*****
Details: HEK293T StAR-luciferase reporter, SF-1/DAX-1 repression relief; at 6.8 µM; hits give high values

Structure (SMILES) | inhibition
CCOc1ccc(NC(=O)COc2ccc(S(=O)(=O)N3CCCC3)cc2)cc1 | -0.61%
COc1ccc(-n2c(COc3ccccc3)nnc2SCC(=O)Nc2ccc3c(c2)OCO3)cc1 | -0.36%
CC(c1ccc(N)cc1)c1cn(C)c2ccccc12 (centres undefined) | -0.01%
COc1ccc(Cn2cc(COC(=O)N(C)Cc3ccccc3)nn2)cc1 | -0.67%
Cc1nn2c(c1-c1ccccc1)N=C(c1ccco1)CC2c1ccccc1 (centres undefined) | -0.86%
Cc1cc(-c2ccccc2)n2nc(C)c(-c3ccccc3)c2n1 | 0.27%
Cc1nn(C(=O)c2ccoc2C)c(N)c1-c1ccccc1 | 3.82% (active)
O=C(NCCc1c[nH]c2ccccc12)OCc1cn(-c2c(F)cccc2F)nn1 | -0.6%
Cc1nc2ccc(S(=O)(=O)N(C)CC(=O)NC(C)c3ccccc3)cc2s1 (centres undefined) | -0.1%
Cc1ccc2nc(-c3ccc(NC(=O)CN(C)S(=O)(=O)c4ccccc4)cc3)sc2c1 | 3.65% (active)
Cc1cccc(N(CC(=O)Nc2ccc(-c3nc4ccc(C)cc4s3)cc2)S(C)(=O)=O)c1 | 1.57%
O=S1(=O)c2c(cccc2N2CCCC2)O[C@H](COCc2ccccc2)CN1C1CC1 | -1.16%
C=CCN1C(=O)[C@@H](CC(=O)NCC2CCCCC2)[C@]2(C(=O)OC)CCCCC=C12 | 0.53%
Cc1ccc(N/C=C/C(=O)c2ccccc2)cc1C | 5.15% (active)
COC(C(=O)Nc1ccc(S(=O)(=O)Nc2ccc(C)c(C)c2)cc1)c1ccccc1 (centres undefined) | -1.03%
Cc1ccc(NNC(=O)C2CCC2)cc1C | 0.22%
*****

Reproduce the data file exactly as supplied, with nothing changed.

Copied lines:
Details: HEK293T StAR-luciferase reporter, SF-1/DAX-1 repression relief; at 6.8 µM; hits give high values

Structure (SMILES) | inhibition
CCOc1ccc(NC(=O)COc2ccc(S(=O)(=O)N3CCCC3)cc2)cc1 | -0.61%
COc1ccc(-n2c(COc3ccccc3)nnc2SCC(=O)Nc2ccc3c(c2)OCO3)cc1 | -0.36%
CC(c1ccc(N)cc1)c1cn(C)c2ccccc12 (centres undefined) | -0.01%
COc1ccc(Cn2cc(COC(=O)N(C)Cc3ccccc3)nn2)cc1 | -0.67%
Cc1nn2c(c1-c1ccccc1)N=C(c1ccco1)CC2c1ccccc1 (centres undefined) | -0.86%
Cc1cc(-c2ccccc2)n2nc(C)c(-c3ccccc3)c2n1 | 0.27%
Cc1nn(C(=O)c2ccoc2C)c(N)c1-c1ccccc1 | 3.82% (active)
O=C(NCCc1c[nH]c2ccccc12)OCc1cn(-c2c(F)cccc2F)nn1 | -0.6%
Cc1nc2ccc(S(=O)(=O)N(C)CC(=O)NC(C)c3ccccc3)cc2s1 (centres undefined) | -0.1%
Cc1ccc2nc(-c3ccc(NC(=O)CN(C)S(=O)(=O)c4ccccc4)cc3)sc2c1 | 3.65% (active)
Cc1cccc(N(CC(=O)Nc2ccc(-c3nc4ccc(C)cc4s3)cc2)S(C)(=O)=O)c1 | 1.57%
O=S1(=O)c2c(cccc2N2CCCC2)O[C@H](COCc2ccccc2)CN1C1CC1 | -1.16%
C=CCN1C(=O)[C@@H](CC(=O)NCC2CCCCC2)[C@]2(C(=O)OC)CCCCC=C12 | 0.53%
Cc1ccc(N/C=C/C(=O)c2ccccc2)cc1C | 5.15% (active)
COC(C(=O)Nc1ccc(S(=O)(=O)Nc2ccc(C)c(C)c2)cc1)c1ccccc1 (centres undefined) | -1.03%
Cc1ccc(NNC(=O)C2CCC2)cc1C | 0.22%